Renewable is the future

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Renewable is the future
Under current plans, the Gulf region will install 7 gigawatts (GW) of new power generation capacity from renewable sources by the early 2020s.

Dubai - Gulf shifts focus to diversify energy sources to boost economy

By Waheed Abbas

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Published: Tue 15 Jan 2019, 8:00 PM

Last updated: Wed 16 Jan 2019, 3:19 PM

The UAE and other GCC countries can achieve significant benefits from renewable energy by creating thousands of jobs, saving millions of barrels of oil and billions of dollars in discounted fuel savings over the next decade, says a new study.
By 2030, the GCC countries can create 220,500 jobs, save 354 million barrels of oil equivalent in regional power sectors, $46-$76 billion in discounted fuel savings, cutting water withdrawals in power sector by 11.5 trillion litres and 136 million tonnes of carbon dioxide if the region successfully meets its sustainable energy targets, according to the International Renewable Energy Agency's (Irena) 'Renewable energy: Market analysis GCC 2019'.
Under current plans, the Gulf region will install 7 gigawatts (GW) of new power generation capacity from renewable sources by the early 2020s, Irena said, adding that each GCC country has different targets in terms of electricity generation through clean energy.
As per latest available data, the region had some 146GW of installed power capacity, of which renewable energy accounted for less than one per cent - 867 megawatts. The UAE accounted for 68 per cent of the total installed capacity in 2018, followed by Saudi Arabia (16 per cent) and Kuwait (9 per cent). The UAE hosts close to 79 per cent of the installed solar PV (photovoltaic) capacity in the GCC and has managed to attract some low-cost solar PV projects without offering subsidies.
According to Irena's projections, solar technologies could account for 90 per cent of renewable energy job in the region by 2030. Sharing the breakdown, Irena sees 50,000 jobs to come from concentrated solar power (CS), 124,000 from photovoltaic (utilities), 23,000 from photovoltaic (rooftop), 11,000 from wind renewable energy and 12,000 from waste-to-energy.
"The GCC is among the most attractive regions in the world to develop large-scale solar and wind energy projects as a result of resource abundance and a favourable policy environment, a fact that is backed up by record low prices," said Adnan Amin, director-general, Irena.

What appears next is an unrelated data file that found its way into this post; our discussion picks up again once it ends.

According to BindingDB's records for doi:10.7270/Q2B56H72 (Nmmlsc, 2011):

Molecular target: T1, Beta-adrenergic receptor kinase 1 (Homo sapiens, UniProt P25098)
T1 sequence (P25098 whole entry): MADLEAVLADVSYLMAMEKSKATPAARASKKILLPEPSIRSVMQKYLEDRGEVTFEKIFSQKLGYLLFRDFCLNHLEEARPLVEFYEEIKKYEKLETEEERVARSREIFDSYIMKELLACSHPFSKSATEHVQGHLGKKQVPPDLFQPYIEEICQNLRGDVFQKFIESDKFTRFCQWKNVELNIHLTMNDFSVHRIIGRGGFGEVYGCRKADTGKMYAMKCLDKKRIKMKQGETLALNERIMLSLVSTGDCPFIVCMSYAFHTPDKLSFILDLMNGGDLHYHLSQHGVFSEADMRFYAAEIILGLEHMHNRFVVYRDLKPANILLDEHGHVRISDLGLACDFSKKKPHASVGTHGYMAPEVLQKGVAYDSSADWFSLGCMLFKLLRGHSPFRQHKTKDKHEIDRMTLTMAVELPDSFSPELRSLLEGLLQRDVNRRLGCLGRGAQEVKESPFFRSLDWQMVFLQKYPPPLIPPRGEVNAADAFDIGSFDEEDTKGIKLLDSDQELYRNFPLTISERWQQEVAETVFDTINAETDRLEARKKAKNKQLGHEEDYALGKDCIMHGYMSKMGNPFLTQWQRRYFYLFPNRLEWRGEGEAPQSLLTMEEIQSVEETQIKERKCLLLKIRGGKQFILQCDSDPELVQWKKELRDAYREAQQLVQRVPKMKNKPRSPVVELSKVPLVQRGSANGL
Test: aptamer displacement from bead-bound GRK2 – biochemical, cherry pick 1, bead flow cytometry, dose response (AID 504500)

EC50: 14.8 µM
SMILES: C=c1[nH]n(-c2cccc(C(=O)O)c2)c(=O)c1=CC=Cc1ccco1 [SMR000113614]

"As a fossil-fuel exporting region, the GCC's decisive move towards a renewable energy future is a signal to global investors and to the energy community that we are experiencing a step-change in global energy dynamics and a true energy transformation," he said.
"The UAE's commitment to diversifying the energy mix is central to our long-term economic growth and sustainable development objectives. As we look to add generation capacity to serve growing populations and expanding economies, renewables will increasingly serve as central pillar of low-carbon development," said Suhail bin Mohammed Faraj Faris Al Mazrouei, Minister of Energy and Industry.
By end of 2018, the UAE led the GCC for installed renewable energy capacity with two per cent share of renewable energy in total electricity capacity followed by Kuwait and Oman at 0.4 per cent and 0.2 per cent.
"We have placed our natural resources at the centre of our wider plans to diversify our national sources of income, and today, we are better prepared than ever to celebrate exporting our last shipment of oil by 2050," Awaidha Murshed Al Marar, chairman, Department of Energy in Abu Dhabi, said.
He said through the launch of UAE Energy Strategy 2050, the aims is to increase individual and corporate consumption efficiency by 40 per cent, boosting clean energy's share of the UAE's energy mix to 50 per cent, which would save nearly Dh700 billion dirhams by 2050.
"The Strategy relies on a mix of renewable, nuclear and clean fossil energy to strike balance between economic needs and environmental objectives."
Khalid Al Falih, Saudi Arabia's Minister of Energy, Industry, and Petroleum Resources, said the kingdom is rich in multiple sources of energy - from oil and gas to solar and wind, as well as abundant uranium resources.
"When it comes to our own energy mix, we are optimising it dramatically by switching to cleaner fuels, improving the efficiency of our power sector, and introducing renewable and nuclear energy. Over the coming decade, liquids burning in our utilities will be virtually eliminated, while the share of gas capacity will grow from around 50 per cent currently to nearly 70 per cent, which will be the highest among the G20," Al Falih said while addressing Abu Dhabi Sustainability Week on Tuesday.
"Over the next decade, we will create, in the Kingdom, a global hub of renewable energy capability upward of 200GW, spanning the entire value chain from local manufacturing to project development, domestically and abroad. In fact, in the next 10 years, we will develop domestically close to 60GW of renewable energy capacity, of which 40GW will be photovoltaic solar power, 3GW will be concentrated solar power, and 16 GW of wind," the Saudi minister said.
Speaking about the deployment of renewable energy projects in Saudi Arabia, Al Falih said that in 2019, no less than 12 projects will be tendered to stimulate investor, manufacturing and developer activity across the entire value chain. "This will be coupled with the citizens' uptake of rooftop solar in addition to various other giga-scale projects on the horizon," he added.
In addition, Saudi Arabia will begin to introduce nuclear power into the mix, initially with two reactors in the next decade, with a combined production of 2 to 3.2 GW, he added.

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